Police Horses Won’t Be Back to Tribeca Stable ‘In the Foreseeable Future’

By Amanda Woods Tribeca Trib

The former stable building, which adjoins the 1st Precinct and is now used as the NYPD's command post for the World Trade Center. Right: Deputy Inspector Kevin Burke, commander of the post, speaks to Community Board 1's Tribeca Committee. Photos: Carl Glassman, Tribeca Trib

The former stable building, which adjoins the 1st Precinct and is now used as the NYPD’s command post for the World Trade Center. Right: Deputy Inspector Kevin Burke, commander of the post, speaks to Community Board 1’s Tribeca Committee. Photos: Carl Glassman, Tribeca Trib

It could be at least another three or four years before police horses return to their old Tribeca home at 19 Varick Street.

The commanding officer of the NYPD’s World Trade Center Command Post, which moved into the converted stables three years ago, delivered the news to Community Board 1’s Tribeca Committee Tuesday evening.

“As for the foreseeable future, we are going to remain in 19 Varick Street,” Deputy Inspector Kevin Burke told the committee.

The NYPD’s Mounted Unit left its Tribeca location to make way for a “temporary” command post—to the dismay of many residents, who bemoaned the loss of the 99-year-old stables as a remnant of local history and added safety for the neighborhood.

At the time, then-Police Commissioner Raymond Kelly told CB1 in a letter that the horses would return in 18 months, once the NYPD had found a permanent location for the command post. Nearly three years later, though, the command post remains on Varick Street, and the police horses stay at stables on 36th Street at 12th Avenue, near the Jacob Javits Center. Burke told the committee that the city had considered several sites for the post’s permanent location, including 4 World Trade Center, a building at Murray Street and West Broadway and 100 Rector Street. None of them fit the bill.

“Each site was deemed as inappropriate, because of vehicle allocation for personnel, or it was just too expensive,” he said.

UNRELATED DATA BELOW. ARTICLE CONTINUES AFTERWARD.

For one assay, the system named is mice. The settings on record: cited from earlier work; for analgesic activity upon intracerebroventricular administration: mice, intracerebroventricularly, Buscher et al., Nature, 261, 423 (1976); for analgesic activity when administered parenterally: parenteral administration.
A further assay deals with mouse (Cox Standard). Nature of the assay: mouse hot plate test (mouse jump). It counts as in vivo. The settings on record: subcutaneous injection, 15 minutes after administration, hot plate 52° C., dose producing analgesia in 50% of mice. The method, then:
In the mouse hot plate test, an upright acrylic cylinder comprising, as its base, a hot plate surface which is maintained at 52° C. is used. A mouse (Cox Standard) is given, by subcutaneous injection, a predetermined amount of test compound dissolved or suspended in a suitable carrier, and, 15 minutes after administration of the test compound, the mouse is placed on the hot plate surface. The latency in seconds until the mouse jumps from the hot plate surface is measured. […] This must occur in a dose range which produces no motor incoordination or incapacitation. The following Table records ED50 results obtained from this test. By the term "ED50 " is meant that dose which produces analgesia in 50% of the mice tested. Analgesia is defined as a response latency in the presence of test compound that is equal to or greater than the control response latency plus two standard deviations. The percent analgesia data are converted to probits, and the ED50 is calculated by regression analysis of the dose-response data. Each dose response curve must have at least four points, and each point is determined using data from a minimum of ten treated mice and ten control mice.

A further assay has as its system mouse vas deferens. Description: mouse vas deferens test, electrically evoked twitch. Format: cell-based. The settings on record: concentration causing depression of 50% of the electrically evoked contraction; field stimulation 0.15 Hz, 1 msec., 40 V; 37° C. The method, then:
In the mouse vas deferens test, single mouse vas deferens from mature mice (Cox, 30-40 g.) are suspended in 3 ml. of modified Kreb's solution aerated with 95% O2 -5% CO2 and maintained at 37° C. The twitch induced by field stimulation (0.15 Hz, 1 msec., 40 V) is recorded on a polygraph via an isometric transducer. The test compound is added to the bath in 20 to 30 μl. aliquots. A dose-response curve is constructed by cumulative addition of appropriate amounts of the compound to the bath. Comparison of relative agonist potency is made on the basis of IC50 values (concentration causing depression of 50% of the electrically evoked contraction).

“We’re disappointed,” committee member Jeff Ehrlich told Burke. “We were disappointed when we were told it was temporary and now it’s seeming to be quite permanent.”

“The community board made a resolution [opposing the horses’ move] in May 2011,” said CB1 chair Catherine McVay Hughes. “Now it’s almost three years later. How long do you expect this process to last?”

Burke estimated it would be at least three years to settle on a new location, a process that would have to include a six-month land use review. In the spring, he said, the city will look to hire a real estate broker who will continue the search for the command post’s new location.

“We ultimately will go and visit the site and make a recommendation and see if it fits our use, and it will come down to [the NYPD’s] finance area, which is the facilities management division,” he said.

Burke stood by the former police commissioner’s promise, insisting that the horses will “eventually” return to the Varick Street stables.

“If they told us tomorrow there was a suitable area for [the command post] to go, we would go,” Burke said. “It’s just a matter of locating it, the financial constraints that a long-term lease gets into effect and whether they want all that comes with the NYPD being there. It’s not an easy decision.”

White Street resident Prudence Carlson said more needs to be done to ensure that the stables remains on the NYPD’s radar.

“My concern is that through inertia, the horse stables will not be brought back and that it becomes repeatedly postponed,” Carlson said.

McVay Hughes said the board would send a letter to the NYPD, reminding them of the former commissioner’s pledge.

“This is something we’re really concerned about,” she said. “We want to make sure that the promise is kept.”

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